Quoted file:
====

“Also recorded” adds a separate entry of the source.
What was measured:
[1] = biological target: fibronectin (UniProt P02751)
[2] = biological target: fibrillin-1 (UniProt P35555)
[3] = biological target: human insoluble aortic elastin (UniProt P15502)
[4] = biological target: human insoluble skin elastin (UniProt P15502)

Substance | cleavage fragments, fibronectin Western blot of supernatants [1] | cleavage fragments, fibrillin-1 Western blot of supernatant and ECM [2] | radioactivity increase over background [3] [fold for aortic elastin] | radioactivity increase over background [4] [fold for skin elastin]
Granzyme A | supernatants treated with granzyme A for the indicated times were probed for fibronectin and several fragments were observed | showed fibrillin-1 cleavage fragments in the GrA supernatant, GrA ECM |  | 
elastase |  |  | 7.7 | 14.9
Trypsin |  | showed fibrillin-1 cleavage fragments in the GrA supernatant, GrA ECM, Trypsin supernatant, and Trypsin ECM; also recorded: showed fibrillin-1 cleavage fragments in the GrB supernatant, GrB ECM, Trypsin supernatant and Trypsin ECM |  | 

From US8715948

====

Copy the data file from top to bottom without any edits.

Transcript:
“Also recorded” adds a separate entry of the source.
What was measured:
[1] = biological target: fibronectin (UniProt P02751)
[2] = biological target: fibrillin-1 (UniProt P35555)
[3] = biological target: human insoluble aortic elastin (UniProt P15502)
[4] = biological target: human insoluble skin elastin (UniProt P15502)

Substance | cleavage fragments, fibronectin Western blot of supernatants [1] | cleavage fragments, fibrillin-1 Western blot of supernatant and ECM [2] | radioactivity increase over background [3] [fold for aortic elastin] | radioactivity increase over background [4] [fold for skin elastin]
Granzyme A | supernatants treated with granzyme A for the indicated times were probed for fibronectin and several fragments were observed | showed fibrillin-1 cleavage fragments in the GrA supernatant, GrA ECM |  | 
elastase |  |  | 7.7 | 14.9
Trypsin |  | showed fibrillin-1 cleavage fragments in the GrA supernatant, GrA ECM, Trypsin supernatant, and Trypsin ECM; also recorded: showed fibrillin-1 cleavage fragments in the GrB supernatant, GrB ECM, Trypsin supernatant and Trypsin ECM |  | 

From US8715948